Google and Meta Find Video App Success Where TikTok Is Banned
Prateek Bhardwaj broke out as a social media star on TikTok’s short-video platform, drawing in close to a million followers and a slew of big-brand endorsements. But he’s no longer on the app.
The 30-year-old from small-town India defected to Moj, one of several Google-backed TikTok clones that sprouted after New Delhi banned the app from China’s ByteDance Ltd.’s in 2020. He barely missed a beat: his fan base has ballooned to 3.4 million and the content creator still plugs products from Xiaomi phones to Diageo whiskey.
Bhardwaj’s smooth transition highlights the opportunity presented by TikTok’s banishment from the world’s fastest-growing mobile arena. The global leader in short video was swept up in a purge of Chinese apps by India after a violent border clash two years ago. That gave the impetus for Google’s YouTube Shorts service as well as Moj and a slew of other contenders to fill the void. Far from blunting the growth of social video, TikTok’s abrupt withdrawal has supercharged the segment.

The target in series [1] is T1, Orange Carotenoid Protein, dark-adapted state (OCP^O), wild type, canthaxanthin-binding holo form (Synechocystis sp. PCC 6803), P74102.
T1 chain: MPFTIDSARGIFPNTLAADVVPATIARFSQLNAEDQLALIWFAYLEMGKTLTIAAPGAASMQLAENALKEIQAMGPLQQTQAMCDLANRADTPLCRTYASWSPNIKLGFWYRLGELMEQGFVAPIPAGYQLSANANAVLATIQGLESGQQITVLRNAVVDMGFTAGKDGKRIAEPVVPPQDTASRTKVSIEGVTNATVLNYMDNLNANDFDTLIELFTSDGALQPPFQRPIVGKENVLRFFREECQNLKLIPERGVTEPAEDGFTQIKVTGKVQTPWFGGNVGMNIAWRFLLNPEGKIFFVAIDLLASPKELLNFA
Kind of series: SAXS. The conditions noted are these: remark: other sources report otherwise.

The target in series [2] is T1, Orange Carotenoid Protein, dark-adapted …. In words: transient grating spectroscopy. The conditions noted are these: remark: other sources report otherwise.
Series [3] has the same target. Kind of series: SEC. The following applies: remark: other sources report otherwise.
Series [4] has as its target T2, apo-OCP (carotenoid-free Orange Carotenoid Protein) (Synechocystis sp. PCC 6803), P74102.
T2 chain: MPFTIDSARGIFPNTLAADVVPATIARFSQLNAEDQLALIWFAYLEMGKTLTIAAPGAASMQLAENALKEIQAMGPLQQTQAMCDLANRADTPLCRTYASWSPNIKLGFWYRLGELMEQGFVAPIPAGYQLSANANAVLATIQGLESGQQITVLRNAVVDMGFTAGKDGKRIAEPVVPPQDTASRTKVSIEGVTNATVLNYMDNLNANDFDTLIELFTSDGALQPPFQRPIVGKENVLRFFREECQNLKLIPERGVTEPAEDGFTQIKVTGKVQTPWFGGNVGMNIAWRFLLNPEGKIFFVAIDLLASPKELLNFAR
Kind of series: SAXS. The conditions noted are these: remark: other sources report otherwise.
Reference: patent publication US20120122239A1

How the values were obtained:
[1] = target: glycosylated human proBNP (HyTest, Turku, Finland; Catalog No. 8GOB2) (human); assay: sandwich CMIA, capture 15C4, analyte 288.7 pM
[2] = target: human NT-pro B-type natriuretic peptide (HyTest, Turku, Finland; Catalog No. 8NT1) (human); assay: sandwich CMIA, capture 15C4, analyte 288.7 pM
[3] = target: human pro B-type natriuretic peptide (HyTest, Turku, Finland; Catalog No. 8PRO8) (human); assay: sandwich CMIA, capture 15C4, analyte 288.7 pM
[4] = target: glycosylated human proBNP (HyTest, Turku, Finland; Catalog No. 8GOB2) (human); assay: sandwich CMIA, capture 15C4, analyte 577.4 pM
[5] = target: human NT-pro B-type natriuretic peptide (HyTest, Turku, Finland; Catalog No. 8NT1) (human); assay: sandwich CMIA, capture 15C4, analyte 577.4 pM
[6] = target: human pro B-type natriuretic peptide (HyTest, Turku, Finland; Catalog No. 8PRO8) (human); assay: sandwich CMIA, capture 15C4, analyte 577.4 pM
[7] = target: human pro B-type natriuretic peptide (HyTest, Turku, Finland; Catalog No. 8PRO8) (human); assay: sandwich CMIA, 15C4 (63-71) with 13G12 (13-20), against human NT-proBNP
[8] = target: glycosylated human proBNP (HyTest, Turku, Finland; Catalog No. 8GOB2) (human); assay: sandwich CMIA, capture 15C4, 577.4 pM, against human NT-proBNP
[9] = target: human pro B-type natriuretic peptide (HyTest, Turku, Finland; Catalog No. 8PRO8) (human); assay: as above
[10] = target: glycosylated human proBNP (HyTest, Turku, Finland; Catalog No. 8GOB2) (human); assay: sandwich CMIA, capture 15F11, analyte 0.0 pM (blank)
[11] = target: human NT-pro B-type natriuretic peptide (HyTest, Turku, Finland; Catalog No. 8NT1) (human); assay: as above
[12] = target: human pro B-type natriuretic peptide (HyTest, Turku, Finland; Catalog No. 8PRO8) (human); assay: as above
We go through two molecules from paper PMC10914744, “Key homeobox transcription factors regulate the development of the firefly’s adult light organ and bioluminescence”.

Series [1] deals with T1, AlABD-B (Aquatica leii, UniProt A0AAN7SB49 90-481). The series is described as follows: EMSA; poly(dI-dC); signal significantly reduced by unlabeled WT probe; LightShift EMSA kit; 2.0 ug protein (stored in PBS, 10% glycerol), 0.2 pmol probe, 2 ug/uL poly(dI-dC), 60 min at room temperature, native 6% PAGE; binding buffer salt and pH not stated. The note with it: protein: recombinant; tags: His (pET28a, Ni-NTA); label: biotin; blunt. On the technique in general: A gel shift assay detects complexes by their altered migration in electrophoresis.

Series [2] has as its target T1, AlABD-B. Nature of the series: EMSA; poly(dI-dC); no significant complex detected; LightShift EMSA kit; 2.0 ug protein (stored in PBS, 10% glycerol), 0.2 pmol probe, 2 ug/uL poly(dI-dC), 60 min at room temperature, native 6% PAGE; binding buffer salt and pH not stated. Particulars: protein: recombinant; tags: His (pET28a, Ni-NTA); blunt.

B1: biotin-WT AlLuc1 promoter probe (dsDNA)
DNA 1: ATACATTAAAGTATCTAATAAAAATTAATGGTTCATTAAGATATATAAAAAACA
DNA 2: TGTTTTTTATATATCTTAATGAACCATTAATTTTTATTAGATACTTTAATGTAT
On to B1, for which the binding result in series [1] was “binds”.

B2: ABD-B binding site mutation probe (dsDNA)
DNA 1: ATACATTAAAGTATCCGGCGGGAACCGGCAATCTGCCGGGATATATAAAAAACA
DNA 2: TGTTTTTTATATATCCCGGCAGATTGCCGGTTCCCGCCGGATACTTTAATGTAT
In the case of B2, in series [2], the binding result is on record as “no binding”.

US giants Meta Platforms Inc. and Alphabet Inc. are now battling for the lead in what promises to be a nearly $20 billion market, recruiting content creators with incentives and expanding their investment even while they’re scaling back elsewhere in the world.